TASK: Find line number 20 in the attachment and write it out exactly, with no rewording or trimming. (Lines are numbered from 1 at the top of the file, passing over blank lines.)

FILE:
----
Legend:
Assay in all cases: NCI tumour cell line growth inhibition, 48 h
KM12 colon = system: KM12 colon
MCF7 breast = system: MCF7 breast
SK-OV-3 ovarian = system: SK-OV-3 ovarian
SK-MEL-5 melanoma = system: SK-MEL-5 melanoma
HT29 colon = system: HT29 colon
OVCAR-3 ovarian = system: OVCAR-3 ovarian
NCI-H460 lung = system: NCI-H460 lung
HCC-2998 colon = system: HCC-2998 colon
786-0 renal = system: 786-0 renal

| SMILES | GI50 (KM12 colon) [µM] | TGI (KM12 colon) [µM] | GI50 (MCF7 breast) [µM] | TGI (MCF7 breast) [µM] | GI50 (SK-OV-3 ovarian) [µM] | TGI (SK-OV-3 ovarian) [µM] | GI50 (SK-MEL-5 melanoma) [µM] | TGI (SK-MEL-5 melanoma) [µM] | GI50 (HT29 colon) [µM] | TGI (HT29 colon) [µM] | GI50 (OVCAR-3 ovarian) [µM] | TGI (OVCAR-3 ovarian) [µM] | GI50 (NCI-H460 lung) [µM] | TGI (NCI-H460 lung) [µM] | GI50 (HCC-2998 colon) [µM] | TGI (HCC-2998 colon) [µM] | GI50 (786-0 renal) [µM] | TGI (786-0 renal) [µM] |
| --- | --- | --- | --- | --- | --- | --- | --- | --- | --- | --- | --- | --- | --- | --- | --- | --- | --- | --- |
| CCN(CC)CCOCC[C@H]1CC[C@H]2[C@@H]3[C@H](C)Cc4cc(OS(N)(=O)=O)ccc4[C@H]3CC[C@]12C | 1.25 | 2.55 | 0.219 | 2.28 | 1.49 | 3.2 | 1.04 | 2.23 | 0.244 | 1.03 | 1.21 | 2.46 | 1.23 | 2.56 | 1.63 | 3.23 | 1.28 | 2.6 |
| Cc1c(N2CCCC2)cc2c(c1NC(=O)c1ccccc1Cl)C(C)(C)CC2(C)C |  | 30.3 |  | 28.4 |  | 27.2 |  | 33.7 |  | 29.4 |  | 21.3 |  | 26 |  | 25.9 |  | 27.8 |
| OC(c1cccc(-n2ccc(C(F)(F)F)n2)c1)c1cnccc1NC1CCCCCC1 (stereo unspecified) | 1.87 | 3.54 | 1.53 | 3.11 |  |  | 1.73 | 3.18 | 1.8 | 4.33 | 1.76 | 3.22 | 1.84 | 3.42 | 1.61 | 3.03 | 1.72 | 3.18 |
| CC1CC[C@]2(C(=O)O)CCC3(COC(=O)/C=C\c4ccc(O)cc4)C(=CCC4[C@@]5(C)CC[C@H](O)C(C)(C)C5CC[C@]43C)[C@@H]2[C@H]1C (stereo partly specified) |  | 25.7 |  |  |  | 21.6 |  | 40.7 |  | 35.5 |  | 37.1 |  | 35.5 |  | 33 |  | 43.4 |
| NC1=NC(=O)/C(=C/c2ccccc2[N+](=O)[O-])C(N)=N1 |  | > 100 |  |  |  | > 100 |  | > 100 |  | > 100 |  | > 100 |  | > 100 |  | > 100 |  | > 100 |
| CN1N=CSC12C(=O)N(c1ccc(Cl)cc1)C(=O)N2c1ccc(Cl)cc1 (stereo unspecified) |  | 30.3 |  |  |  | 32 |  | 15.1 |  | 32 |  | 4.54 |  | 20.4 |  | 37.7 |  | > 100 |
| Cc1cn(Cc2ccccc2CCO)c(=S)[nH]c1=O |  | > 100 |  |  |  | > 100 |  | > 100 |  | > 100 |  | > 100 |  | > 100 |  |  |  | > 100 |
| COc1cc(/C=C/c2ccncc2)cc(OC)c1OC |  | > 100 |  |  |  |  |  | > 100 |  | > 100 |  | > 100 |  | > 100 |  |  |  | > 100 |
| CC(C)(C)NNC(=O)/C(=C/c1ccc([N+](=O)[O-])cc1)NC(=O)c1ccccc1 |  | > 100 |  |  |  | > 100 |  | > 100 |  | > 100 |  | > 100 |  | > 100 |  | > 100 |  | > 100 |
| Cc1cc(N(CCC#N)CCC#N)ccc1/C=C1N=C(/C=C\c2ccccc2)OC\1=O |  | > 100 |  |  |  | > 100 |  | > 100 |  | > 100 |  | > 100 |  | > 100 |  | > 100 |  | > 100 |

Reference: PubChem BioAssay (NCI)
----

| Cc1cn(Cc2ccccc2CCO)c(=S)[nH]c1=O |  | > 100 |  |  |  | > 100 |  | > 100 |  | > 100 |  | > 100 |  | > 100 |  |  |  | > 100 |